The following people have agreed to serve as contacts for their particular skills. If you have questions, suggestions for activities, or other comments relating to these skills, please call these folks. Their interest is to help the club better serve their area of expertise. Your participation with them will help them achieve that goal.
Turning: Tom Church 967-4460 Carving: Harry May 962-0215
Sharpening: Bob Reese 728-7974 Joinery: Ross Roepke 455-9140
Health and Safety: Maurice Ryan 962-1555
Please remember, in your thoughts and prayers, all our Troops heading for the Middle East.
Did you know our first "Super Show and Tell" was on January 21, 1986?
This kicked off our long-standing tradition of having a super show and
tell at least once during the year. We can thank Phil Bishop our first
Program Chairman for his suggestion that we bring things to share and talk
about; in fact his suggestion may have been what triggered this very important
and enjoyable "Show and Tell" segment of every meeting. To quote from the
January 1986 newsletter – " Bring along a friend and an example of your
handywork. Phil says if it’s too big to fit through the door we’ll come
out to your truck to see it. "
" Bring along a friend and an example of your handywork", and I’m
sure Ken would agree that if it’s too big to get through the door we will
go out and look at it.
WELCOME TO THE TENNESSEE VALLEY WOODWORKERS !
Don Helton, a long time member, passed away in October.
Loyd Ackerman showed a 2-part vessel that he made utilizing the technique that he showed at the seminar. He donated it to the Oldham auction. He also showed a footstool that his wife had purchased about 5 years ago. It had fallen apart when he had tried to use it. Do not glue cross grain since it will not hold and this stool was a good example of what not to do.
Tom Gillard had some pictures of a table to be made out of Cherry that the customer supplied. She wanted it stained Walnut and wanted a cock beading on it. Tom had Jim Van Cleave show him his technique for doing it. Tom brought in a board that he did the cock beading on and stained the color the customer wanted. There was also a box made with the remaining lumber.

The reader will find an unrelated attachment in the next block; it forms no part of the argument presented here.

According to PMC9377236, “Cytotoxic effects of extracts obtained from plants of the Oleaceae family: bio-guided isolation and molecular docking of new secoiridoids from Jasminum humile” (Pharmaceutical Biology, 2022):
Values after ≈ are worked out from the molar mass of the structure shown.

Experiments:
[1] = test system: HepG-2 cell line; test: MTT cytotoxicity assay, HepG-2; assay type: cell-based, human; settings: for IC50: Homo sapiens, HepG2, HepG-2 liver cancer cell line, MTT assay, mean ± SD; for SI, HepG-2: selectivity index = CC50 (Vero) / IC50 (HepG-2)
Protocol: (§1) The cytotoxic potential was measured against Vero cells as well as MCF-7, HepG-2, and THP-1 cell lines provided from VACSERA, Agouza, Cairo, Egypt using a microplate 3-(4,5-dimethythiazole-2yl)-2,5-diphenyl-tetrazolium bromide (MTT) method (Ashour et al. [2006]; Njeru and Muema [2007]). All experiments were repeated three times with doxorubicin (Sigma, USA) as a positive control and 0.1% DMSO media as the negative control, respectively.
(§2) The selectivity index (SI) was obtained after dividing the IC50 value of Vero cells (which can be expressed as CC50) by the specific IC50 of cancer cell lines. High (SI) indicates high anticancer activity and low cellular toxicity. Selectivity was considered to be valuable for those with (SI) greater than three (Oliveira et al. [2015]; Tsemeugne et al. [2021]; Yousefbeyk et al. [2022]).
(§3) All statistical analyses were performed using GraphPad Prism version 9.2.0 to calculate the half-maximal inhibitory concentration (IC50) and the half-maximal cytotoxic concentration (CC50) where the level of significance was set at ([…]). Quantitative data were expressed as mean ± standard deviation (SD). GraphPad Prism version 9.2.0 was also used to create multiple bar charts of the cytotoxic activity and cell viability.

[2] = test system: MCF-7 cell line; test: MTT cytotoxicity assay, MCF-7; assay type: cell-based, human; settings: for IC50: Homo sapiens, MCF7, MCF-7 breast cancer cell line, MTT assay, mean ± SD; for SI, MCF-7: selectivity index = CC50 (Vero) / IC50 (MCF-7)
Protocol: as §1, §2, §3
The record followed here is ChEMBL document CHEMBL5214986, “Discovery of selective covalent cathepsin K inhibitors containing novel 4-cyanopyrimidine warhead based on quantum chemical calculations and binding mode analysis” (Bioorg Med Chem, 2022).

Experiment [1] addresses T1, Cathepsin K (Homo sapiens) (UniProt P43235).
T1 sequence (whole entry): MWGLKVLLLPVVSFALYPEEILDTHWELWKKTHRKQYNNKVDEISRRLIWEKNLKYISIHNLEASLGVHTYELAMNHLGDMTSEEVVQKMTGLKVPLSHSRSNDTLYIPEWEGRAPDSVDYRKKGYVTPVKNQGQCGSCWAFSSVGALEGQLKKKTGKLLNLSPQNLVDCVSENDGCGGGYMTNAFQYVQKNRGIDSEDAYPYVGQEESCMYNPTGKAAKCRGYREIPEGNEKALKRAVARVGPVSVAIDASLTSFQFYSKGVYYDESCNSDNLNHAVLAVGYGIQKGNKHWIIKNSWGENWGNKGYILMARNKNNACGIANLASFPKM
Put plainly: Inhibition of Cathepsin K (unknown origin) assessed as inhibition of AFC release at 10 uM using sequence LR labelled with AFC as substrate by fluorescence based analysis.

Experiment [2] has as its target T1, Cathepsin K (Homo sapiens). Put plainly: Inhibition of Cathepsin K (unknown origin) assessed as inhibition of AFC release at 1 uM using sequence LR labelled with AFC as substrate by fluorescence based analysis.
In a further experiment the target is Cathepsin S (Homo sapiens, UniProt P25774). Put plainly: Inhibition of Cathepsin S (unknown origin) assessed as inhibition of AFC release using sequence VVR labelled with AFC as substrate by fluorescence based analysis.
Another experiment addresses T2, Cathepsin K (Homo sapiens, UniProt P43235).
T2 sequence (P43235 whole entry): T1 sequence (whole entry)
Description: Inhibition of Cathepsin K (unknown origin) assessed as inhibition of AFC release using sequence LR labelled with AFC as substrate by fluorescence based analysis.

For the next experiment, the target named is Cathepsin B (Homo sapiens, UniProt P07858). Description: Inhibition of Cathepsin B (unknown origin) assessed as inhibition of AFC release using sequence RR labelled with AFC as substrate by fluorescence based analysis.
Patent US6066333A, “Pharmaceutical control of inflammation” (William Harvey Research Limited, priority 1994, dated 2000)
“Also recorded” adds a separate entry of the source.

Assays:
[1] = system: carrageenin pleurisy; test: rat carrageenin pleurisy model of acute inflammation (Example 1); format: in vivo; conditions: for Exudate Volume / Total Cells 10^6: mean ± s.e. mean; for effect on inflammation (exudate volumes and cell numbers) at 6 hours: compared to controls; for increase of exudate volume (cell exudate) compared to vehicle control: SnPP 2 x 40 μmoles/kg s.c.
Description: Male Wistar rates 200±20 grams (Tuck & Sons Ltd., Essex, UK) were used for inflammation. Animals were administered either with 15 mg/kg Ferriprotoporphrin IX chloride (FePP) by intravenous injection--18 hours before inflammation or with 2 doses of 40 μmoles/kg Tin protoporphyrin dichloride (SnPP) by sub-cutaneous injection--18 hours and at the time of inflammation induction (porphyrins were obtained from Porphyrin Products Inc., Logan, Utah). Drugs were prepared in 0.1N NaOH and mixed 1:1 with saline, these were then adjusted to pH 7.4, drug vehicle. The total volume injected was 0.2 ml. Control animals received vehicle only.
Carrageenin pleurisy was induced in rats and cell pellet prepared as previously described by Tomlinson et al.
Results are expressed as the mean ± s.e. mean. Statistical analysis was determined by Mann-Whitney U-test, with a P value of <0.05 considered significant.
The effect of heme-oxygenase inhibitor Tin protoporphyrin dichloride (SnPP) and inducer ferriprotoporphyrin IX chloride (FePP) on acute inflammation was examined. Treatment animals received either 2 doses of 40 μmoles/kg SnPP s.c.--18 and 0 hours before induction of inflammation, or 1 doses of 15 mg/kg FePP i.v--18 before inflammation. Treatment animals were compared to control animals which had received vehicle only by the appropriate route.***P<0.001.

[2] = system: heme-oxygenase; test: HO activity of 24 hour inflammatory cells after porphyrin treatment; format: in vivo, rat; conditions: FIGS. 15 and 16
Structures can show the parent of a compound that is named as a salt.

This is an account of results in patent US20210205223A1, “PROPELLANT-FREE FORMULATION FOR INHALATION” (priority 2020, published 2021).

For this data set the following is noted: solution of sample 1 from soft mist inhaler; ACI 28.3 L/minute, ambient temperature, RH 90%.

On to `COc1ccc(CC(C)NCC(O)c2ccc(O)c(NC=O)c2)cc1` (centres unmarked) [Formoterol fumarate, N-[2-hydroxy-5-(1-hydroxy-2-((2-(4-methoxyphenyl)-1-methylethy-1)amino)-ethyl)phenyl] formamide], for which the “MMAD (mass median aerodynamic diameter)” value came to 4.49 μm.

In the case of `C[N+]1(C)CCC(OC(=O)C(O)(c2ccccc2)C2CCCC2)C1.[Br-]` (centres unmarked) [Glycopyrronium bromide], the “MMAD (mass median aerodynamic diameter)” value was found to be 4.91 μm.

Henry Davis brought in pictures from the training seminar and the great outdoors event.
Ken Gould built 3 toolboxes and showed them. He sold all of the first 3 that he made and so made these and they also are sold. They have handles he made with his black smithing skill and the boxes utilize Sassafras liftouts and oaks sides. He also brought in a couple of pieces of wood that he challenged Billy May to make a carving from them.
Ross Roepke said that he had been given a lot of cherry molding which had some flaws. He made boxes to use for serving food. He made 8 for Christmas presents. He also made a pig shaped breadboard.
Marvin Moore had to make his grand baby a cradle and the baby came early and he had to rush to get it done. He brought in pictures of it and it is made to swing.
Bob Petry showed a piece of Intarsia carving he made. He had taken a class in it and this is the first piece he has made. It was made out of Western Cedar and Popular. The pattern told how the grain was to run and how to sand it. He used gel stain on it.
Ruth Ryan while visiting East Texas attended a wood carvers show in Taylor. She saw a lot of bird carvings. She brought back and showed us animal turnover. It will turn over and come back on it’s feet.
Jim Van Cleave brought in a work in progress to the August club meeting and he brought it in again tonight finished. It was a table, which had a lot of carving on the edges and the feet. He has about 160 hours in it and had to make 5 different jigs. He was pleased with it and said he thought he could do another one in about half the time. He enjoyed making it and also made a serving try to match. He finished it with varnish.
Dave Whyte made two large vises which he stained Walnut. They can be used in any position on a table or bench and locks down with a peg.